Jul 26 2012

Review: The Raven

Tag: blinkboxblinkbox @ 5:33 pm

The RavenOkay, we’re not going to lie to you. The Raven is a pretty bad movie. Leading lady Alice Eve was quoted saying that the screenplay “was the best script that I read last year and I was thrilled to be able to be a part of it.” For her performance in this interview alone, Eve should be presented with some acting award. Unless it turns out that The Raven was the best script she had read that year, in which case she needs to get a new agent.

Here is the premise: John Cusack is Edgar Allan Poe: horror writer, poet and now an alcoholic bum who can’t pay off his bar tab. Somehow, he is betrothed to a Baltimore socialite (Eve) who’s young, beautiful and a fan of his laboured prose, it would seem. Her father (Brendan Gleeson) does not approve of their match on account of his being a man of reason and logic and his daughter’s beau being a penniless drunk with a dangerous level of self regard.

The story really kicks into middle gear, however, when it’s revealed that a serial killer is on the loose. Drawing inspiration from Poe’s ghoulish horror tales, his victims are being murdered in circumstances ripped from the pages Poe’s books. Initially, Poe is the prime suspect but it soon becomes apparent that he’s the only man capable of stopping the murderer before it’s too late. Using his knowledge of his own work, he’s able to track down the clues left by the killer. But really: seeing how popular Poe was at the time, surely anybody familiar with his books could have helped the police just as effectively.

In some ways, it looks like The Raven wants to be something like National Treasure or The Da Vinci Code, taking real-world texts and artworks and using them as clues to a fictional crime/adventure. The script relies heavily on this device without making it much fun. As soon as it is established that the killings are based off the stories, all Cusack contributes to the investigation is constantly identifying references (“A bowline knot – just like in my story!”). But our main problem with The Raven’s central mystery is that we simply never cared who did it. And when all is revealed, we still didn’t care.

Directed by James McTeigue, who helmed the almost-excellent V for Vendetta, The Raven is a ‘thriller’ with so many promising components: Cusack is quite good, the production design is very evocative and McTeigue’s choices seem to reference Silence of the Lambs in more ways than one: the killer sews a clue into one victim’s mouth, keeps another one alive in his basement pit and also dances in front of a mirror with his genitals tucked between his legs (that last bit might not be entirely true). But despite having all these things going for it, the film’s script is laughably poor. The writers seem like they want it to be an intellectual mystery packed with literary allusions, but they also don’t trust audiences to know that Poe was an actual writer. There’s a scene at the beginning where Cusack kicks up a fuss in a tavern, telling everybody that he’s a very famous writer. It’s executed in such a ham-fisted way that he comes across like Ron Burgundy: “I don’t know how to put this but I’m kind of a big deal”.

This is not a good film, but it certainly falls into that category of movie that we love to hate-watch with our friends. Order a pizza, fire up some popcorn and prepare to talk trash at your telly. Then afterwards, rent Grosse Point Blank and remember how Cusack used to be in great movies.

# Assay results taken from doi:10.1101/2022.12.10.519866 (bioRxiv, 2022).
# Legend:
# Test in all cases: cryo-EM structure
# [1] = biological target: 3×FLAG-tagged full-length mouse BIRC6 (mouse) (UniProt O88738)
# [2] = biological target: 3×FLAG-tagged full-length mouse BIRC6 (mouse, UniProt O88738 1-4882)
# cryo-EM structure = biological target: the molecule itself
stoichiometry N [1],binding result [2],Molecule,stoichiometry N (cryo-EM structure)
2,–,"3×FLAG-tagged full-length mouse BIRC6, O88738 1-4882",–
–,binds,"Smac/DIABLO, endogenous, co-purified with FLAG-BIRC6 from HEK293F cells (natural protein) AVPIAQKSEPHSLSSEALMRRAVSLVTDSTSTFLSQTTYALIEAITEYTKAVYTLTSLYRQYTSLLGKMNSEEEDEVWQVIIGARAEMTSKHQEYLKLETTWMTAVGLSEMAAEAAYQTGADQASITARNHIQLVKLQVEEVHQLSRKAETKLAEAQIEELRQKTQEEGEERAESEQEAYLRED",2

Jul 19 2012

Review: Magic Mike

Tag: blinkboxblinkbox @ 4:56 pm

If you go down to your local multiplex today, you’ll have no trouble finding the screen that’s showing Magic Mike. Look for groups of giggling women followed by small pockets of nervous men. This, as we all know, is a film about male strippers that feature no shortage of muscular flesh. Drawing from his early experiences working as a male stripper, Channing Tatum has nursed this project from the ground up as its producer and star. He displays an impressive arsenal of moves that are sure to get the attention of the ladies, while leaving the straight male demographic uncertain of how to react. If you’re watching this film purely for the beefcake factor, you will not be disappointed. But you’ll also be getting a little something extra in the mix.

Tatum plays Mike, the lead dancer in Tampa’s hottest all-male dance revue. Run by ringmaster Matthew McConaughey, the show is filled with familiar TV faces like True Blood’s Joe Manganiello, CSI’s Adam Rodriguez and pro wrestler Kevin Nash. Everyone is buff and they are pretty convincing as a troupe of male strippers.

While working one of his numerous non-stripping jobs, Mike meets Adam (Alex Pettyfer), a 19 year-old kid who he begins to mentor in the way of stripping. An inherently nice guy, Mike dreams of starting a business where he converts old junk into coffee tables: y’know, in the way that all movie prostitutes are aspiring photojournalists or teachers. It’s a common story in the canon of exploitation movies but like Mike, the film is so well meaning that it never comes across as seedy.

Behind the camera is Oscar winner Steven Soderbergh, a director so prolific that he’s put out no fewer than nine features since the beginning of 2008. Known for his wildly eclectic choice of projects that flit between genres and subject matters, he brings a veracity to this film that sets it apart from other films of this type (think: Striptease or Showgirls). The relationships between characters really pop and there’s great chemistry between Tatum and his protégée’s big sister (Cody Horn, doing a great job filling that Julia Stiles-shaped hole in our hearts).

But the actors who really shine in this movie are Tatum and McConaughey, two stars who are enjoying something of a career renaissance. With his turn in here and in 21 Jump Street, Tatum has moved beyond the cookie-cutter meathead in GI Joe and now has a good line in playing sensitive, inarticulate men. McConaughey –finally given a good reason to take off his shirt- continues his good form that started with Tropic Thunder continued with The Lincoln Lawyer and Killer Joe. He has this certain charisma that makes it hard to root for him as the lead in a romantic comedy, but if you give him any other role, he’ll knock it out of the park for you.

When things start getting slightly out of hand for Pettyfer and Tatum, the story does take a turn for the predictable, but under Soderbergh’s focused direction, Magic Mike never feels false. Audiences will come for the muscles, but they’ll stay for the good movie.


Note: As mentioned, there’s a lot of stripping in this movie, but it is a 15 certificate. So don’t be disappointed like the girl in the seat next to us, when you realise that Channing Tatum’s not going to reveal the insides of his trunks.

Jul 13 2012

Review: The Amazing Spider-Man

Tag: blinkboxblinkbox @ 6:09 pm

Spider-ManThank the maker! They’ve finally rebooted Spider-Man!